The Weather Channel Demonstrates How Not to Respond to a Complaint on Twitter

For brands, the moral of the story is that if you’re going to respond to a complaint on social media, do so with deference.

the weather channel



Sometimes Twitter campaigns get hijacked by detractors. Perhaps worse is when a brand representative responds poorly to an unhappy customer. Yes, the experts say you should respond to negative comments, but the response certainly shouldn’t be nasty or sarcastic.

Unfortunately, someone at The Weather Channel forgot their manners when responding to a customer complaint on Twitter. When Fort Worth City Council member Joel Burns pointed out that The Weather Channel’s app used pictures of Dallas for Fort Worth, someone on the social media team responded with snark.



Burns of course, remained the bigger person and simply reinforced his request to fix the app. But he retweeted TWC’s message, as did his followers with messages acknowledging TWC’s ugly social media behavior.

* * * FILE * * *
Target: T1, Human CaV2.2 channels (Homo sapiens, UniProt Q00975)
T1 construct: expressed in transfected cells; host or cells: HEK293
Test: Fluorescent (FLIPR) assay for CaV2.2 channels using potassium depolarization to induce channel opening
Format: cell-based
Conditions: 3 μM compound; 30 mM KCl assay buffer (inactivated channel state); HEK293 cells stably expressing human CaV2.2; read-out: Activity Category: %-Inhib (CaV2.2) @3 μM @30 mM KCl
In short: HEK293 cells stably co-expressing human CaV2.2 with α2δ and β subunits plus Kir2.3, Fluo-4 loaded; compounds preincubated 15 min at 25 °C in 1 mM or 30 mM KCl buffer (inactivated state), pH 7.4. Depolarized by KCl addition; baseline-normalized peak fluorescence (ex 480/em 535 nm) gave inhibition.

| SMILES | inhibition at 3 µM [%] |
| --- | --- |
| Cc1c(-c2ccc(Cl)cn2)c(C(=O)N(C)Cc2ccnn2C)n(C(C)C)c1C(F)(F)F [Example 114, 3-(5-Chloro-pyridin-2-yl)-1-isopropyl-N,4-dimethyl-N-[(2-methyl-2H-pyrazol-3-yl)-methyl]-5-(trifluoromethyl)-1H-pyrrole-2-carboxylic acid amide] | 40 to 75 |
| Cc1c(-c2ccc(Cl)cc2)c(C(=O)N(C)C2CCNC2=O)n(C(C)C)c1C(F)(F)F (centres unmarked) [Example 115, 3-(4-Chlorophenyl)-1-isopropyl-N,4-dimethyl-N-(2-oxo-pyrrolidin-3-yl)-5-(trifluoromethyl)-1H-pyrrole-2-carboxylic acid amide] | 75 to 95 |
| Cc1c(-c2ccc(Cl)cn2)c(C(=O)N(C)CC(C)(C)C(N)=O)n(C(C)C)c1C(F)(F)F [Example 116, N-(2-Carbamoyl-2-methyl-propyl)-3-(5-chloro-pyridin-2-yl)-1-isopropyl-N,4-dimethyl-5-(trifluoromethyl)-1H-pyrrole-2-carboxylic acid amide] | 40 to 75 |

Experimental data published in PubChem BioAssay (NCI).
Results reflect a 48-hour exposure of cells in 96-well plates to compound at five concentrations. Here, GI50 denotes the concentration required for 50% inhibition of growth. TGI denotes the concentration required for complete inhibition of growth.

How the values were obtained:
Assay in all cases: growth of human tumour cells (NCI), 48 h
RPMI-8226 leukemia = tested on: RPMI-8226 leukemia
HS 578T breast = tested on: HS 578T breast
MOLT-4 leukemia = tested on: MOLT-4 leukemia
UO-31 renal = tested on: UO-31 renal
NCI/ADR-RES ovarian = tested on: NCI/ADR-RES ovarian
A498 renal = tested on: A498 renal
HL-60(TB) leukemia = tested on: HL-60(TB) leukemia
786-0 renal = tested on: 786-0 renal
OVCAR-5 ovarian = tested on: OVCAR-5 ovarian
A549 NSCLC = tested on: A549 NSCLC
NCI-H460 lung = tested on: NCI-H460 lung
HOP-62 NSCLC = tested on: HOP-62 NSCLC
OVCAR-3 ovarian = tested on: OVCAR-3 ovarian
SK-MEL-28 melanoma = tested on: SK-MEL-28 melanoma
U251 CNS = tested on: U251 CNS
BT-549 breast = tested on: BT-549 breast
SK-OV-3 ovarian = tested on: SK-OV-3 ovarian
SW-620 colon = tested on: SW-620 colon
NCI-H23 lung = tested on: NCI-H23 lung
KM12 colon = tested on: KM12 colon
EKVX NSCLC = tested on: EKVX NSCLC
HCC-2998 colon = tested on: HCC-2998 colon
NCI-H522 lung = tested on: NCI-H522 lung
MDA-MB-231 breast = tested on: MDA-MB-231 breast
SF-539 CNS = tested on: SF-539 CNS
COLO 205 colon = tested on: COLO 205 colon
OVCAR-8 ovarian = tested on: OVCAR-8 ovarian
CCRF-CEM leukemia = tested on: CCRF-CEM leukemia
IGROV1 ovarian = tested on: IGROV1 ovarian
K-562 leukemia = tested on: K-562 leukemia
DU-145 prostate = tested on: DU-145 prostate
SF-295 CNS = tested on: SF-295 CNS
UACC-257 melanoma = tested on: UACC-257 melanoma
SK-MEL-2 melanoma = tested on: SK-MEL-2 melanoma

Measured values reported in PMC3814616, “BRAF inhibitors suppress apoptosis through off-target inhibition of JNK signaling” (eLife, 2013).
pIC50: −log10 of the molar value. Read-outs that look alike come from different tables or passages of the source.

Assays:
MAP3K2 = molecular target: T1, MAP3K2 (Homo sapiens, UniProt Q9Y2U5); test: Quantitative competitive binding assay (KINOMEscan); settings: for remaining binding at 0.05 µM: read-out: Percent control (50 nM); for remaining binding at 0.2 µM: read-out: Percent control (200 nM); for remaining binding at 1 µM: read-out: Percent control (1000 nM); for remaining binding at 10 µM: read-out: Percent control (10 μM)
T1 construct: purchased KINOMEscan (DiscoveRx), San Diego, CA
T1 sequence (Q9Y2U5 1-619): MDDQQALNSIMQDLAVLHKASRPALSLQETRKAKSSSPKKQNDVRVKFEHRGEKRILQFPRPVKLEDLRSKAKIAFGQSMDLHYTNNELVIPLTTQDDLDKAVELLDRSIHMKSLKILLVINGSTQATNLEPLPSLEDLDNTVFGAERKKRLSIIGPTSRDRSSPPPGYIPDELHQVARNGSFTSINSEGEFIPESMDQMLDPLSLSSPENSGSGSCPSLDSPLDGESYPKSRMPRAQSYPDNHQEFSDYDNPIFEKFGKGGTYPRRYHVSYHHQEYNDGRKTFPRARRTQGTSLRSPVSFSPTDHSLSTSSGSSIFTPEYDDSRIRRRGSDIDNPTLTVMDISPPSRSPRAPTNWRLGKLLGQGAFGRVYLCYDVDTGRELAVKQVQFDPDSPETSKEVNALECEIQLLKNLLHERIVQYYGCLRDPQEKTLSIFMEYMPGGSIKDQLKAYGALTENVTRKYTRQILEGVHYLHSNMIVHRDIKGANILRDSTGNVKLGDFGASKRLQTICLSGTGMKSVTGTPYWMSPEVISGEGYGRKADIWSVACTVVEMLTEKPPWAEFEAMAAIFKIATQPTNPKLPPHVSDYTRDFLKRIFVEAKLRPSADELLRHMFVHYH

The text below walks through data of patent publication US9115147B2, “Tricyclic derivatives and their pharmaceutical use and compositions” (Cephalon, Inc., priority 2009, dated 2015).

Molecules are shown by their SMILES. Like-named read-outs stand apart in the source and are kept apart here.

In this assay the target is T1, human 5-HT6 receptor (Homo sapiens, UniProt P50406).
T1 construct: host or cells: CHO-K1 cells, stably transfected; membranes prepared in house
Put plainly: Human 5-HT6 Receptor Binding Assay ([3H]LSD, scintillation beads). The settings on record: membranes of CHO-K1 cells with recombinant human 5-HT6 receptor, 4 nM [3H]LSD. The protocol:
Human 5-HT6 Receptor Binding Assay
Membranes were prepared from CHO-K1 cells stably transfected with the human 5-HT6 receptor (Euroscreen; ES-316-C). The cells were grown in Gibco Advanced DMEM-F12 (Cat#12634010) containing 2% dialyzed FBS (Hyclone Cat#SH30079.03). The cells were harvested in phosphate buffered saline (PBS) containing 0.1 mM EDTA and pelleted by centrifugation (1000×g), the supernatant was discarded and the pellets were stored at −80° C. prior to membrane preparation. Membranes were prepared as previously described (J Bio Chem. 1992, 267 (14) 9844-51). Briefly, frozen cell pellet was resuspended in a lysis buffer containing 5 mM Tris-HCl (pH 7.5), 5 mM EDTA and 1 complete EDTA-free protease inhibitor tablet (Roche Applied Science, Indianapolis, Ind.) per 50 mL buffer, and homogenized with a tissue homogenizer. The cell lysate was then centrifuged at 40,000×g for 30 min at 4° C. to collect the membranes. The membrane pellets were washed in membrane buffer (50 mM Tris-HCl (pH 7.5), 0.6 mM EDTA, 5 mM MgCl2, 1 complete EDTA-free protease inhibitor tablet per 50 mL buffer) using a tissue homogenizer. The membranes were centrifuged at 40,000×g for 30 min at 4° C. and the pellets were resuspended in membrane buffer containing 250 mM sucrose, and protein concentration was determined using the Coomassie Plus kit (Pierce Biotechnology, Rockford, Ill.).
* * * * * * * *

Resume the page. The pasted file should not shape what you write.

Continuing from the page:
The Weather Channel later responded with an apology, which was published on the Dallas News The Scoop blog:

This morning one of our team members used sarcasm in an unfortunate and unacceptable way on our Twitter account. It was not our intention to offend and we are sorry that we ​did. We have since apologized to Councilman Burns​ and want to restate that sincere apology and assure him that this tweet does not represent our views. In fact, this is the opposite of how we want to interact with our fans, as we value their input on any occasion. We are taking the necessary steps to be sure something like this does not occur again.


It’s well established that what you say on social media can get you fired, especially when you’re representing the brand. Whether or not the snarky response is a fireable offense is not clear. And perhaps it doesn’t matter because Burns has turned the lemons from the spat into lemonade by launching a campaign with pictures of his city using the hashtag #thisisFortWorth.

For brands, the moral of the story is that if you’re going to respond to a complaint on social media, do so with deference. No need to pick a fight and turn something relatively small into a PR mess.